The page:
A freelance journalist working for the German newspaper Naumburger Tageblatt was stabbed by three youths, who also performed a Hitler salute when they attacked him.

Klaus-Peter Krummling, 59, was reportedly leaving a shop on Friday night in the city of Naumberg, in the eastern state of Saxony, when the three suspects accosted him. One reportedly spat at Krummling and showed him the middle finger. When Krummling then confronted the trio on a street outside the shop he was stabbed in the stomach by one of the youths, while another performed a Hitler salute.

“Only later in the car I saw that [my stomach] is wet…and everything is red,” Krummling told Naumburger Tageblatt, which first reported the story on Monday. “At home, I alerted the police.” Authorities are currently investigating the attack.

Since the end of August, Germany has dealt with a series of increasingly violent far-right incidents. On August 27th the death of a German man, allegedly at the hands of two migrants, in the city of Chemnitz sparked a series of violent demonstrations, where far-right demonstrators reportedly performed Hitler salutes and attacked anyone who did not look German. In the aftermath, it emerged that a German prison officer had leaked the arrest warrant containing the ethnicity of the two migrant suspects to far-right groups.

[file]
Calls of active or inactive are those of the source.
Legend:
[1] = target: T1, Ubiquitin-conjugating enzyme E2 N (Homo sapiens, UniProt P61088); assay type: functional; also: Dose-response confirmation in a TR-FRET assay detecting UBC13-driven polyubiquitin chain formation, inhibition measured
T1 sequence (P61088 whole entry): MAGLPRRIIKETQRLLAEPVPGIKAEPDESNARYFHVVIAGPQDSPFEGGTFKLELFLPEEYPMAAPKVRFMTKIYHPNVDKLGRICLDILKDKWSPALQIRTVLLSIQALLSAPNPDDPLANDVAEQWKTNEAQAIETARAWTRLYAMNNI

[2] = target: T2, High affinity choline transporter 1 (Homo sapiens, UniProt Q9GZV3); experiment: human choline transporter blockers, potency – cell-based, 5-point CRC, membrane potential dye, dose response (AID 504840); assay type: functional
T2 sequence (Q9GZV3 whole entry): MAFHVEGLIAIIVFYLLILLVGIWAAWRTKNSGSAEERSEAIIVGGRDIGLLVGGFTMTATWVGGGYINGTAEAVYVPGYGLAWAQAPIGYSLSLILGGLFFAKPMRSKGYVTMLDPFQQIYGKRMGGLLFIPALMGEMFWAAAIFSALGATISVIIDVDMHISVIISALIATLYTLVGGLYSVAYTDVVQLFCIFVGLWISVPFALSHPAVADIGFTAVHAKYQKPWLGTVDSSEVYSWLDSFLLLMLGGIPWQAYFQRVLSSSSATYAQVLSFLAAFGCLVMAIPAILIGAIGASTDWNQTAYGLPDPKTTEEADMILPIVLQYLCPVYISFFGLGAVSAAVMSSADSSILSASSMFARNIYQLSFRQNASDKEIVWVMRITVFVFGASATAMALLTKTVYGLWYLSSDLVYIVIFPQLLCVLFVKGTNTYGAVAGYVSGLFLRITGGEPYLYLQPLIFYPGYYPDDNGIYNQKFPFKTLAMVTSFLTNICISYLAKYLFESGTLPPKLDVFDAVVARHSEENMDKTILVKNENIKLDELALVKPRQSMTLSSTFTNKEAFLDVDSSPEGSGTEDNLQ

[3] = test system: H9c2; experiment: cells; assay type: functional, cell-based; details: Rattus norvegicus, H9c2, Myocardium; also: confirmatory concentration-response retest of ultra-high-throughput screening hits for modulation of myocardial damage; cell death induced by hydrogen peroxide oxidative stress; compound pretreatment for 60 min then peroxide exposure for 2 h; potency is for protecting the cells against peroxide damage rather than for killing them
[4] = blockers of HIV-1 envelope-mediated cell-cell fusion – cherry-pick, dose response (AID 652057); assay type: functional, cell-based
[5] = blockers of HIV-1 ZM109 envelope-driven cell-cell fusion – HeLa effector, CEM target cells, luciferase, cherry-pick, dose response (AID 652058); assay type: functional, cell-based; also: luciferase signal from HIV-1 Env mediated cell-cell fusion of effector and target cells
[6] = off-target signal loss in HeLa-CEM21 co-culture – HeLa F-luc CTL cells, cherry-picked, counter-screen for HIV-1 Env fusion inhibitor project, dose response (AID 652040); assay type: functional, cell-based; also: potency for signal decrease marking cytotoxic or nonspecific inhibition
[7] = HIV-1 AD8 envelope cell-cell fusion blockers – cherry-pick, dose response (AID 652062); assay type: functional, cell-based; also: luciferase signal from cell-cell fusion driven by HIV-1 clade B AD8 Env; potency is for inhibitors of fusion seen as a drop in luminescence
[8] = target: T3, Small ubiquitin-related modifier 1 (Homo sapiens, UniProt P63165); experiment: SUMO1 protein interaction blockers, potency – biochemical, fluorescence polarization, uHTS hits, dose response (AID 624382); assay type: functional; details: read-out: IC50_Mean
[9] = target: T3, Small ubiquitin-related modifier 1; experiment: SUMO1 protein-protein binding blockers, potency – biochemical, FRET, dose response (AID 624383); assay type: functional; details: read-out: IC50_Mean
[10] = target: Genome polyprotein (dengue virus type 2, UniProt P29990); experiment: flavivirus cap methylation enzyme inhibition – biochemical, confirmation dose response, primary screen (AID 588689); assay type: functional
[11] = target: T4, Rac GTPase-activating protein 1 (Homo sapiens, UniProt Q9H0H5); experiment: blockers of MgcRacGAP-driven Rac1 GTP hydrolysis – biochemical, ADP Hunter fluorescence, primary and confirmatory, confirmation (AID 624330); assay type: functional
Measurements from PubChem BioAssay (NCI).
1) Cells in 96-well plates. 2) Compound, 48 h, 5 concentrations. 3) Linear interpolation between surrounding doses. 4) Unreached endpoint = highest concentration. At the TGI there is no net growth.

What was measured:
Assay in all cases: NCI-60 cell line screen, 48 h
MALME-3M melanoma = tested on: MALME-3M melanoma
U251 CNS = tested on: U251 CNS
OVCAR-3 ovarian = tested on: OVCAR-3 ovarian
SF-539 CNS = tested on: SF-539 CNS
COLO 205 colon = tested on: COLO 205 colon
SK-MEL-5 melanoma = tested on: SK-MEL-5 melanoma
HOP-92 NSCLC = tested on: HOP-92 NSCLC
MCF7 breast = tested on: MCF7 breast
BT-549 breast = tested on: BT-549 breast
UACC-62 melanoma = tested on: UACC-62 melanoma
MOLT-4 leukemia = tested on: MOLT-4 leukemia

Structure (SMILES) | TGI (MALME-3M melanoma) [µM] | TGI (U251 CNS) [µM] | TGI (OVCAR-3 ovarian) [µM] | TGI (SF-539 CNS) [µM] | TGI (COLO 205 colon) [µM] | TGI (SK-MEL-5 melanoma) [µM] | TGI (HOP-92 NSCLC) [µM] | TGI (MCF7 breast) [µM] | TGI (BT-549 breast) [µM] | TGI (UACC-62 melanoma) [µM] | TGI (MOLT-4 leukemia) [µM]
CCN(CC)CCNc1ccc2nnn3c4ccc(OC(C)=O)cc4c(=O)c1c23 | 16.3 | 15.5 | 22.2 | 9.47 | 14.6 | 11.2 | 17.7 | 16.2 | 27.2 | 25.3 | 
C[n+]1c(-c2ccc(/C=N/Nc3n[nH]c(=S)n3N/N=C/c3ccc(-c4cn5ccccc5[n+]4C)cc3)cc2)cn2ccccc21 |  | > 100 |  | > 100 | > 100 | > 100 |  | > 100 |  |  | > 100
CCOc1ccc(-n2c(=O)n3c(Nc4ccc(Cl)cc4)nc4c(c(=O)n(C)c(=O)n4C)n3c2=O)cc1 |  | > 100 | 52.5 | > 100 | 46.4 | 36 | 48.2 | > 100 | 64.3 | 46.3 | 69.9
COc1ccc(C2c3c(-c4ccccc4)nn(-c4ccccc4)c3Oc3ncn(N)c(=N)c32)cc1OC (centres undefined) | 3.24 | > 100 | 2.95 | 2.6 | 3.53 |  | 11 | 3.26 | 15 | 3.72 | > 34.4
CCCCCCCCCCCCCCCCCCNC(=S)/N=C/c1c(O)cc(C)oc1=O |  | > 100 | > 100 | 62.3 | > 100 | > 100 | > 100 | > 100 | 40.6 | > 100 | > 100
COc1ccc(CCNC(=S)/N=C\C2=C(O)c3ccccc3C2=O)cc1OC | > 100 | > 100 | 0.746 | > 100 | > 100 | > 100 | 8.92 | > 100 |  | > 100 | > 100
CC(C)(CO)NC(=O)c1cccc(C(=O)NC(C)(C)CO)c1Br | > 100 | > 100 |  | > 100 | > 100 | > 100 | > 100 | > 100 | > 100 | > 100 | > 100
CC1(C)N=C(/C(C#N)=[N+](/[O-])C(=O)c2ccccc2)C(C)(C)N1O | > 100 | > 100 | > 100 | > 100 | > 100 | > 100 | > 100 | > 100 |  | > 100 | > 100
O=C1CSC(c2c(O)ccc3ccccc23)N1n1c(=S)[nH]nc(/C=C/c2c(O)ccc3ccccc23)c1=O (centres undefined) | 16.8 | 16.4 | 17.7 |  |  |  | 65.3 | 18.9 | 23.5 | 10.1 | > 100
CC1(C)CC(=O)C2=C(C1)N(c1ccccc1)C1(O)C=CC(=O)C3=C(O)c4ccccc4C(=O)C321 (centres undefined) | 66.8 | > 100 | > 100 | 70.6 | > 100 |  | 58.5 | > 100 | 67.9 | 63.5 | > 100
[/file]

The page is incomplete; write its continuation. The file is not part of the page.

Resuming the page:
Hier der H-Gruß (vor 2 Minuten), falls das wer vor Ort anzeigen möchte. Der Typ fiel vorhin schon auf. #c2708 #chemnitz pic.twitter.com/OuhfikieFu

— IM Reul 👻 (@Korallenherz) August 27, 2018

Earlier this week, prosecutors in Chemnitz announced that they’d arrested six men on suspicion of forming a neo-Nazi terror cell called “Revolution Chemnitz”. The suspects, who were reportedly part of the “skinhead, hooligan and neo-Nazis” scenes allegedly aimed to procure semi-automatic weapons and “overthrow the rule of law and democracy.”

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Chemnitz is also located in the eastern German state of Saxony, where the far-right Alternative for Germany (AfD) party — whose representatives marched at the Chemnitz rallies — ranked in more than 30 percent of the votes in last year’s German elections. AfD, which describes Islam as a “danger to our state, our society, our values”, is now the main opposition party in the German parliament. The AfD is also competing in a crucial regional election in Baviaria later this month, and while it is unlikely to win in Chancellor Angela Merkel’s home turf, there has been an upward surge of support for the party.

This poster for the upcoming Bavarian elections is: Wow. pic.twitter.com/caUveFxfMk

— Moira Weigel (@moiragweigel) September 7, 2018

The German state has forcefully condemned the far-right violence over the last month. Angela Merkel said that there was “no excuse” for the “inhuman” violence, while Saxony state premier Michael Kretschmer described the Chemnitz demonstrations as “disgusting.” However, the string of incidents show that far-right ideas have permeated into mainstream German politics, and Merkel may lack the political capital to stamp it out completely. In July for instance, Merkel kowtowed to the AfD by taking an increasingly hardline turn against immigration.

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